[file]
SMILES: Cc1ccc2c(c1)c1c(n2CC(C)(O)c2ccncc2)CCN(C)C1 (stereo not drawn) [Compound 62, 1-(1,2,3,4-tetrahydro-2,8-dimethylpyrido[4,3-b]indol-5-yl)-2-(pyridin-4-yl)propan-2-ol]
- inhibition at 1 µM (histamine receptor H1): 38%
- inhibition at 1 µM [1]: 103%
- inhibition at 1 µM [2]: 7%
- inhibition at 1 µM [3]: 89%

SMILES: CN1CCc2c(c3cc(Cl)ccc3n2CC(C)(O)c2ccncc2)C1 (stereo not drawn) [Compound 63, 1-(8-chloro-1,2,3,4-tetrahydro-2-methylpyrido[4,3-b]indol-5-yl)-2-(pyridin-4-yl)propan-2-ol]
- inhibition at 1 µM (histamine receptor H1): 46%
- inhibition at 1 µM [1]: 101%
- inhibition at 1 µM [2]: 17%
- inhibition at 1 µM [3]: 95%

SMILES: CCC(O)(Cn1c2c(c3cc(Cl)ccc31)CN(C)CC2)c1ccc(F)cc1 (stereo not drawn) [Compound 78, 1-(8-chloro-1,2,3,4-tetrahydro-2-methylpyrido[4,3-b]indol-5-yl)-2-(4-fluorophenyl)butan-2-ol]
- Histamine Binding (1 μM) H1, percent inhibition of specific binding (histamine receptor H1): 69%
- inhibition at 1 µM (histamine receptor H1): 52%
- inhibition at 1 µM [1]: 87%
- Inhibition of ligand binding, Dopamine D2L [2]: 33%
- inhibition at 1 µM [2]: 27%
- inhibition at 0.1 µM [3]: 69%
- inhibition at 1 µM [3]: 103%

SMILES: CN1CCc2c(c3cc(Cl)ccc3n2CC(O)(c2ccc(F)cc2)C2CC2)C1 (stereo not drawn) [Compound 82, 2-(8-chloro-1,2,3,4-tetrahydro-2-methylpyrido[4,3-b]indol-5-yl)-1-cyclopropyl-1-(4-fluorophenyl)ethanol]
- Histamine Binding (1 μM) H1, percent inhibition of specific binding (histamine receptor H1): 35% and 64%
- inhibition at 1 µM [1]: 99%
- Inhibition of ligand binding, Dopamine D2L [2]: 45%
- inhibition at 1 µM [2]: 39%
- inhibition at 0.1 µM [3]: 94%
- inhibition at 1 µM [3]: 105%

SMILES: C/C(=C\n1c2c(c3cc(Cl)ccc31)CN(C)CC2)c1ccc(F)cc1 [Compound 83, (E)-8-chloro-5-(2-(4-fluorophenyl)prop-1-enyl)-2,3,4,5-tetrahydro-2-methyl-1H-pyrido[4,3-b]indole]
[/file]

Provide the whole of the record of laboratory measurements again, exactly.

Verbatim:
SMILES: Cc1ccc2c(c1)c1c(n2CC(C)(O)c2ccncc2)CCN(C)C1 (stereo not drawn) [Compound 62, 1-(1,2,3,4-tetrahydro-2,8-dimethylpyrido[4,3-b]indol-5-yl)-2-(pyridin-4-yl)propan-2-ol]
- inhibition at 1 µM (histamine receptor H1): 38%
- inhibition at 1 µM [1]: 103%
- inhibition at 1 µM [2]: 7%
- inhibition at 1 µM [3]: 89%

SMILES: CN1CCc2c(c3cc(Cl)ccc3n2CC(C)(O)c2ccncc2)C1 (stereo not drawn) [Compound 63, 1-(8-chloro-1,2,3,4-tetrahydro-2-methylpyrido[4,3-b]indol-5-yl)-2-(pyridin-4-yl)propan-2-ol]
- inhibition at 1 µM (histamine receptor H1): 46%
- inhibition at 1 µM [1]: 101%
- inhibition at 1 µM [2]: 17%
- inhibition at 1 µM [3]: 95%

SMILES: CCC(O)(Cn1c2c(c3cc(Cl)ccc31)CN(C)CC2)c1ccc(F)cc1 (stereo not drawn) [Compound 78, 1-(8-chloro-1,2,3,4-tetrahydro-2-methylpyrido[4,3-b]indol-5-yl)-2-(4-fluorophenyl)butan-2-ol]
- Histamine Binding (1 μM) H1, percent inhibition of specific binding (histamine receptor H1): 69%
- inhibition at 1 µM (histamine receptor H1): 52%
- inhibition at 1 µM [1]: 87%
- Inhibition of ligand binding, Dopamine D2L [2]: 33%
- inhibition at 1 µM [2]: 27%
- inhibition at 0.1 µM [3]: 69%
- inhibition at 1 µM [3]: 103%

SMILES: CN1CCc2c(c3cc(Cl)ccc3n2CC(O)(c2ccc(F)cc2)C2CC2)C1 (stereo not drawn) [Compound 82, 2-(8-chloro-1,2,3,4-tetrahydro-2-methylpyrido[4,3-b]indol-5-yl)-1-cyclopropyl-1-(4-fluorophenyl)ethanol]
- Histamine Binding (1 μM) H1, percent inhibition of specific binding (histamine receptor H1): 35% and 64%
- inhibition at 1 µM [1]: 99%
- Inhibition of ligand binding, Dopamine D2L [2]: 45%
- inhibition at 1 µM [2]: 39%
- inhibition at 0.1 µM [3]: 94%
- inhibition at 1 µM [3]: 105%

SMILES: C/C(=C\n1c2c(c3cc(Cl)ccc31)CN(C)CC2)c1ccc(F)cc1 [Compound 83, (E)-8-chloro-5-(2-(4-fluorophenyl)prop-1-enyl)-2,3,4,5-tetrahydro-2-methyl-1H-pyrido[4,3-b]indole]